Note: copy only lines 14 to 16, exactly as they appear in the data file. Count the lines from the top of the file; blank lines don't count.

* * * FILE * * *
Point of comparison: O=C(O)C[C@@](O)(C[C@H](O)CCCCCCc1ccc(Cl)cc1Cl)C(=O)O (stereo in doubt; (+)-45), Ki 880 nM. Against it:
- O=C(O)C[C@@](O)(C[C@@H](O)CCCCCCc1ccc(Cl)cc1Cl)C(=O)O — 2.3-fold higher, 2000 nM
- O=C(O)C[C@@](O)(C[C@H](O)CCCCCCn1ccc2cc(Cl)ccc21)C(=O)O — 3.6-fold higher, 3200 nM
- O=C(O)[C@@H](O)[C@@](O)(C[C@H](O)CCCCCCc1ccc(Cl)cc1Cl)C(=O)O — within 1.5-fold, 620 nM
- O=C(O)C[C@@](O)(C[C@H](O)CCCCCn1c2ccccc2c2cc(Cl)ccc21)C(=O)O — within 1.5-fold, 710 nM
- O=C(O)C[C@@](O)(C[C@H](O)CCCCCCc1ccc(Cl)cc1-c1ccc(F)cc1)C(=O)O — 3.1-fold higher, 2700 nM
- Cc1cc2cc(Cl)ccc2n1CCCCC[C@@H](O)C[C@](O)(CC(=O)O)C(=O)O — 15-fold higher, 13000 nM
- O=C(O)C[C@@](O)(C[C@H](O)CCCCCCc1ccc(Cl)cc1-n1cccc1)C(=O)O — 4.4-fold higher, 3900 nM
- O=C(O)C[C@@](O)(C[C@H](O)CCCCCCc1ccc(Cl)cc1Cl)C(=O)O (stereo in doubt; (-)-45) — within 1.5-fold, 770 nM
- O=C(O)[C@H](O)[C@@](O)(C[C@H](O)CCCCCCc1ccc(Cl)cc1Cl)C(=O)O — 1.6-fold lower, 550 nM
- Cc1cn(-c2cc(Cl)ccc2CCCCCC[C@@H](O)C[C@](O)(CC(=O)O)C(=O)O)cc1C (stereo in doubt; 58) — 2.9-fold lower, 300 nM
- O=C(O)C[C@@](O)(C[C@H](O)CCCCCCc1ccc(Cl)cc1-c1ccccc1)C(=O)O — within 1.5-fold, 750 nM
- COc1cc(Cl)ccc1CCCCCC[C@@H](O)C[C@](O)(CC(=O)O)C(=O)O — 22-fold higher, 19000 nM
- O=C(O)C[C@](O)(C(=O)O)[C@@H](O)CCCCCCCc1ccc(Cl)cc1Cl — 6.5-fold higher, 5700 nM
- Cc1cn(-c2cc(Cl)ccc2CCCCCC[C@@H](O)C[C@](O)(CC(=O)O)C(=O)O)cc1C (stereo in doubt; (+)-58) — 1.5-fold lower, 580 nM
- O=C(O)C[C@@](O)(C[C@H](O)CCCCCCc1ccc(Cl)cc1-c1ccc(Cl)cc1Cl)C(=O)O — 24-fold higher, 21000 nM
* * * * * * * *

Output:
- O=C(O)C[C@](O)(C(=O)O)[C@@H](O)CCCCCCCc1ccc(Cl)cc1Cl — 6.5-fold higher, 5700 nM
- Cc1cn(-c2cc(Cl)ccc2CCCCCC[C@@H](O)C[C@](O)(CC(=O)O)C(=O)O)cc1C (stereo in doubt; (+)-58) — 1.5-fold lower, 580 nM
- O=C(O)C[C@@](O)(C[C@H](O)CCCCCCc1ccc(Cl)cc1-c1ccc(Cl)cc1Cl)C(=O)O — 24-fold higher, 21000 nM